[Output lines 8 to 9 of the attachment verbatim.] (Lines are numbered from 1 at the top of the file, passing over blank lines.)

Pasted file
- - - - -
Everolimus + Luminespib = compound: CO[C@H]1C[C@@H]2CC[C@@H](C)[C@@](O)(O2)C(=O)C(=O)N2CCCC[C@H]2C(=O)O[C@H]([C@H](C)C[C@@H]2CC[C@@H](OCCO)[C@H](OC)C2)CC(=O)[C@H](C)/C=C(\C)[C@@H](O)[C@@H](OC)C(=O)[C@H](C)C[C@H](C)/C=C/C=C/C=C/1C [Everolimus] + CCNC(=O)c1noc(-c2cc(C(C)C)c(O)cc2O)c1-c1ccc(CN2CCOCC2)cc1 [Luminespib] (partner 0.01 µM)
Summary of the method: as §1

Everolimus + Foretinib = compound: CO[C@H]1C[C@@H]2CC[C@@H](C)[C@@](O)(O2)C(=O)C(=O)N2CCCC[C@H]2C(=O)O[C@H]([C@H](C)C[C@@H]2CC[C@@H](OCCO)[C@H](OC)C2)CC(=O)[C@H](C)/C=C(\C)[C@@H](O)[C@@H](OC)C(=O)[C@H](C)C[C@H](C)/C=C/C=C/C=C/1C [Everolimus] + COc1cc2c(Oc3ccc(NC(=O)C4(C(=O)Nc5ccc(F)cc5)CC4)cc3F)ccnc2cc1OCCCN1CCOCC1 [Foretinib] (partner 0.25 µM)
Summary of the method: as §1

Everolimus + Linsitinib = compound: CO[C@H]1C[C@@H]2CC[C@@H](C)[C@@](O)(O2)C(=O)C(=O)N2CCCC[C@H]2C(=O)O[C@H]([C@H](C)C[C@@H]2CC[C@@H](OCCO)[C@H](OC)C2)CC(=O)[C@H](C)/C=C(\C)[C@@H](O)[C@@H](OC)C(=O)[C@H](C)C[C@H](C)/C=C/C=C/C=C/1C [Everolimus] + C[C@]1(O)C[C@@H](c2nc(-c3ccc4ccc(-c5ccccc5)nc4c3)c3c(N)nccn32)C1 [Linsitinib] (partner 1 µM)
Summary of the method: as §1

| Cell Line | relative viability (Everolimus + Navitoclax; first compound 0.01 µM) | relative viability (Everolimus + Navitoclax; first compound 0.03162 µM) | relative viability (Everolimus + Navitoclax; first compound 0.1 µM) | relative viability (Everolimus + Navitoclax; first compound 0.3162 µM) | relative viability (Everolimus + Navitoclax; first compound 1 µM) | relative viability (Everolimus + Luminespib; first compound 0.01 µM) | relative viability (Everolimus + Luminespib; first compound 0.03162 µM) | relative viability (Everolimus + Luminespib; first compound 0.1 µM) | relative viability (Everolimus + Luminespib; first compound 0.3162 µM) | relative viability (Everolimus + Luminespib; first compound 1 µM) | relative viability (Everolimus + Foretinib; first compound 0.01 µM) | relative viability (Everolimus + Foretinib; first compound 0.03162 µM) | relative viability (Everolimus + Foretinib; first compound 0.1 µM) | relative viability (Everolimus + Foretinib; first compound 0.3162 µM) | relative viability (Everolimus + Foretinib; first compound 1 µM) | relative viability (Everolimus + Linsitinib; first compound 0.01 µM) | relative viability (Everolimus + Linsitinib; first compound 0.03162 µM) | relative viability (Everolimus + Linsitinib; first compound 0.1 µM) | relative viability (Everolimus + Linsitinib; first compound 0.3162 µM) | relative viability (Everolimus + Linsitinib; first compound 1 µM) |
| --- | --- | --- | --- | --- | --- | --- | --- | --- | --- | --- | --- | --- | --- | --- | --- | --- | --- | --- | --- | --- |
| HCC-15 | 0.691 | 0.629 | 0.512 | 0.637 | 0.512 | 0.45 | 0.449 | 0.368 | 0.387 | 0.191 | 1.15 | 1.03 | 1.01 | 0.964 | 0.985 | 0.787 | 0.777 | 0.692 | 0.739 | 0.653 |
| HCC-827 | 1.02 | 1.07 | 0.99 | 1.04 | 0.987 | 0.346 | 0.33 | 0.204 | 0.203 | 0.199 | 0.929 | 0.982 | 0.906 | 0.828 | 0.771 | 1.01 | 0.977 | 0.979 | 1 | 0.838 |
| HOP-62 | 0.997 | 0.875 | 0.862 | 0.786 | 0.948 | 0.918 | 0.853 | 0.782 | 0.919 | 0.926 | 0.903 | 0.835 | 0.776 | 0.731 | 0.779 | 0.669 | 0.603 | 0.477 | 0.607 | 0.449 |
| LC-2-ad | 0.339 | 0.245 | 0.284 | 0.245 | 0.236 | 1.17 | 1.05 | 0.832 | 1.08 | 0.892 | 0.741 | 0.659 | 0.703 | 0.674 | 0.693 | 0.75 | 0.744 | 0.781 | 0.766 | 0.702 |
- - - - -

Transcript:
| --- | --- | --- | --- | --- | --- | --- | --- | --- | --- | --- | --- | --- | --- | --- | --- | --- | --- | --- | --- | --- |
| HCC-15 | 0.691 | 0.629 | 0.512 | 0.637 | 0.512 | 0.45 | 0.449 | 0.368 | 0.387 | 0.191 | 1.15 | 1.03 | 1.01 | 0.964 | 0.985 | 0.787 | 0.777 | 0.692 | 0.739 | 0.653 |